Doug has maintained contact with friends and colleagues back in Michigan throughout his career in Washington, and was recently appointed as the co-lead for the White House Council on Strong Cities, Strong Communities (SC2) team assigned to Flint. The team’s role is to support the implementation of the Imagine Flint (http://imagineflint.com/) comprehensive plan. The team helps elected officials and staff better invest existing resources, align federal programs, and facilitate new partnerships. You can learn more about the Strong Cities, Strong Communities program here: (http://www.huduser.org/portal/sc2/home.html)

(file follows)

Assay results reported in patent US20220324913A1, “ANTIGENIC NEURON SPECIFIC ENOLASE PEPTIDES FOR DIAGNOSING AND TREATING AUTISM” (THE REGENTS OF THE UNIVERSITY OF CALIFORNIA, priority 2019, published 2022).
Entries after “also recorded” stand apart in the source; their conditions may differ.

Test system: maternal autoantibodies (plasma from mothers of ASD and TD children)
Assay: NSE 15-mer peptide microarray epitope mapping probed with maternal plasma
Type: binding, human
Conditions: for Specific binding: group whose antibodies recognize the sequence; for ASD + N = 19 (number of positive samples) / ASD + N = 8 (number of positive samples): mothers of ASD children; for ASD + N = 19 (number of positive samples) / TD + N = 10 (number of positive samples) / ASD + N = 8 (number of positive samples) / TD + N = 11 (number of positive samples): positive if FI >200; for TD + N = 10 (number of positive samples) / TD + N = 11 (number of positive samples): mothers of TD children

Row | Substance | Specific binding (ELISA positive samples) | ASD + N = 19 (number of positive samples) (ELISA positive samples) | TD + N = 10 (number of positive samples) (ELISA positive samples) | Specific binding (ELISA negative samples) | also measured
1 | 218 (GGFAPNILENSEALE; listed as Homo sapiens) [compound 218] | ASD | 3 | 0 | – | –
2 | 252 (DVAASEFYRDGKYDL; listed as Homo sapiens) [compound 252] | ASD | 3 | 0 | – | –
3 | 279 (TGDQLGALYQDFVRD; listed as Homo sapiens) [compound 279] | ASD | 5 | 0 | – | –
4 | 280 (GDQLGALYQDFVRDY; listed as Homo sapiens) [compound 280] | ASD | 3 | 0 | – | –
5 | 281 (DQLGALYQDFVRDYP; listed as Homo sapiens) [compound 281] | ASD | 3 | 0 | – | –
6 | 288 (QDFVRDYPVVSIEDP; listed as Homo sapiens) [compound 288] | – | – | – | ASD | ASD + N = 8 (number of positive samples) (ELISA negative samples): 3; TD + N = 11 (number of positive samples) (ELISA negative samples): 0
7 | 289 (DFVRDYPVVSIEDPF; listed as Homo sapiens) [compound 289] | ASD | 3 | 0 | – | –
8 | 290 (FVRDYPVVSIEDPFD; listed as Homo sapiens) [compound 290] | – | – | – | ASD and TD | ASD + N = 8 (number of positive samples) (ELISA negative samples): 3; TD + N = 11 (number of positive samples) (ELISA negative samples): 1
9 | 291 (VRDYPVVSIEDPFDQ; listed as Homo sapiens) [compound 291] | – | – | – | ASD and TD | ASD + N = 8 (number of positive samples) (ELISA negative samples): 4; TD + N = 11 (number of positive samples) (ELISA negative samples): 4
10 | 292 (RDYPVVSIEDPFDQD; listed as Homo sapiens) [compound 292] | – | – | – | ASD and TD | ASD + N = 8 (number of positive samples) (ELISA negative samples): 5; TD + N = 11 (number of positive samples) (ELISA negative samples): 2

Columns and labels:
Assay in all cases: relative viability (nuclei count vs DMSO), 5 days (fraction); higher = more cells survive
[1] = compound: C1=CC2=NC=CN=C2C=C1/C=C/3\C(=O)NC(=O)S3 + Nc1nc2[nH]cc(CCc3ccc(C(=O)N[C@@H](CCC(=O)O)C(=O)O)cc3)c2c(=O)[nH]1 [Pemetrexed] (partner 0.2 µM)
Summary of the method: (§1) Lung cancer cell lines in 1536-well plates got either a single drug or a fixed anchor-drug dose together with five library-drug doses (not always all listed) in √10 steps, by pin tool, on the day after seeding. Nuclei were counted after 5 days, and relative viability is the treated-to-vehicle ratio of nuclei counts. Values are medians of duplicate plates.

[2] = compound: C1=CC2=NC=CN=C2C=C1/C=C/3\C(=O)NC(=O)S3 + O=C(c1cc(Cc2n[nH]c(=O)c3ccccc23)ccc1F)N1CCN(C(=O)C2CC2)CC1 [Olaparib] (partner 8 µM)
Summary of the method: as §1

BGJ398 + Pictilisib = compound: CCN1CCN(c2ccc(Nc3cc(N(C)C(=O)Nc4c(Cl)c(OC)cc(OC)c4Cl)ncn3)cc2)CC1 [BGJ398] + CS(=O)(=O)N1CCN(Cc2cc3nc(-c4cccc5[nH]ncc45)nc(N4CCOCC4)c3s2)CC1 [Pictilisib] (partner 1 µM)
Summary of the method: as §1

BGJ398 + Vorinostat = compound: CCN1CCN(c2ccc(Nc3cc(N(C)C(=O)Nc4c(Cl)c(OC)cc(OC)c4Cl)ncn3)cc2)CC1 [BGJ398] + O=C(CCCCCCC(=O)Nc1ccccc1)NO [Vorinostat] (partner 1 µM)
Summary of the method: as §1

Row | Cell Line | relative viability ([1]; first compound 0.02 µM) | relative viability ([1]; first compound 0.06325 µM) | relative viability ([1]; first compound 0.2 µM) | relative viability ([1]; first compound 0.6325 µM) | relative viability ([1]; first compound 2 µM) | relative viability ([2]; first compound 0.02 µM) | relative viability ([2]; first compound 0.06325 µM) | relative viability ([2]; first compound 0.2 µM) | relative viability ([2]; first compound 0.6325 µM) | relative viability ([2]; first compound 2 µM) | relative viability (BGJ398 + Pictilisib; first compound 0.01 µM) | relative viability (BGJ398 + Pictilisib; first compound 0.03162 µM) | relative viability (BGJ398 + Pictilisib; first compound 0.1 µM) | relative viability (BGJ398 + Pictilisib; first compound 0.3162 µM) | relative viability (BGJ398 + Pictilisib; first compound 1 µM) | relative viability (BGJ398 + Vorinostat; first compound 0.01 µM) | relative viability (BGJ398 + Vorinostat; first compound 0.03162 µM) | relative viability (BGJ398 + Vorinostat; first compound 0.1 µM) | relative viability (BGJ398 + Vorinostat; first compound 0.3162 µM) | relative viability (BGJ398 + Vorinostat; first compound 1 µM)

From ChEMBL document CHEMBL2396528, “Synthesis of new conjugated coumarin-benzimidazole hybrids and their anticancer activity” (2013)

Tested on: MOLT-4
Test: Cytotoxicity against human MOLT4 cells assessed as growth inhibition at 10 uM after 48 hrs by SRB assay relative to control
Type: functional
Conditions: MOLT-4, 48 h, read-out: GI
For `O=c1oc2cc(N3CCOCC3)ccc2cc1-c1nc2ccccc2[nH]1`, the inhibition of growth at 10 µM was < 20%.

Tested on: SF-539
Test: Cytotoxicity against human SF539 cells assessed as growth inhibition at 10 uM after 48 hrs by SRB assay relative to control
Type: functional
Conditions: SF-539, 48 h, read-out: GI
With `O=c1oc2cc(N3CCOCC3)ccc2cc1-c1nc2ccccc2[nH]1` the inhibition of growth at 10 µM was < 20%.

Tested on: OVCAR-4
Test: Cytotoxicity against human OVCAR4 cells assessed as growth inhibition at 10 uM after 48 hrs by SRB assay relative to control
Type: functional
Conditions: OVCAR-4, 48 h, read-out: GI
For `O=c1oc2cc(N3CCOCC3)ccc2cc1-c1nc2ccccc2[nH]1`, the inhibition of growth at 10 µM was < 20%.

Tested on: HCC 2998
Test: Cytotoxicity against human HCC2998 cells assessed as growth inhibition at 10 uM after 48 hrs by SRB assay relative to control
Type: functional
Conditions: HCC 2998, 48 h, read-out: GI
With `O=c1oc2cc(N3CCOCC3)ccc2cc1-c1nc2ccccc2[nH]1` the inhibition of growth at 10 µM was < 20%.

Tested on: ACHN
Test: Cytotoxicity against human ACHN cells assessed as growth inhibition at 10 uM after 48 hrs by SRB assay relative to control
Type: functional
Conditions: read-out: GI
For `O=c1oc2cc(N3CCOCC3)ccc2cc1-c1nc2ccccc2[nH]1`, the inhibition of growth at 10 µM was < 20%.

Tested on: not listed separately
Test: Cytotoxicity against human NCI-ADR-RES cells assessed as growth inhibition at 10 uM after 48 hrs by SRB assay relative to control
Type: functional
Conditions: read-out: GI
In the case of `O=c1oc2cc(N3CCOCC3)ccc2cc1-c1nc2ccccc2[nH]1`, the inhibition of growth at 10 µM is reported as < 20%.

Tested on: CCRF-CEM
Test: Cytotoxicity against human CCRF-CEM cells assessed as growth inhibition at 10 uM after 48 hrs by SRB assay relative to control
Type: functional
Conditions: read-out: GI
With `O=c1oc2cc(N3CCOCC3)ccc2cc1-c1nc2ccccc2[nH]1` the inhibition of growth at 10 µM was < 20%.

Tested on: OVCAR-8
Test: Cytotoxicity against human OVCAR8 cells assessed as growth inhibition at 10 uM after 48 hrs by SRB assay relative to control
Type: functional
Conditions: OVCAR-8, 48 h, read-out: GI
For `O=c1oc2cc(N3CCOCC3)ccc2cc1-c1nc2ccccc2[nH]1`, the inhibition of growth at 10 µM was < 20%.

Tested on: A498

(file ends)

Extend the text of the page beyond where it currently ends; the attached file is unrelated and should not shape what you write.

The ability to write well is a skill Doug has found to be very valuable and has enabled him to stand out among his peers, especially when he is navigating the learning curve of a new position or assignment. While writing is not a skill that is necessarily stressed in graduate-level studies, Doug recommends that current MPP students continually focus on improving their ability to write well. Doug also stresses that it’s important to learn when to listen to and observe others, and when to contribute your own thoughts and recommendations. Your future colleagues will appreciate your willingness and ability to listen to their input as well as your ability to make your own thoughtful contributions. Early in Doug’s career he took the time to closely observe how his office director exercised her discretion in order to establish expansive regulatory interpretations that allowed for the creative use of program funds. By taking the time to learn from her example, Doug picked up some important skills for his own career. Finally, Doug would love to see more Spartans join him in Washington, particularly through the Presidential Management Fellowship. Those MPP candidates who are interested in applying should visit the fellowship’s page (http://www.pmf.gov/) for more information. You are also invited to contact Doug with any questions, or simply if you happen to be in Washington. His email address at HUD is Douglass.B.Lynott@hud.gov.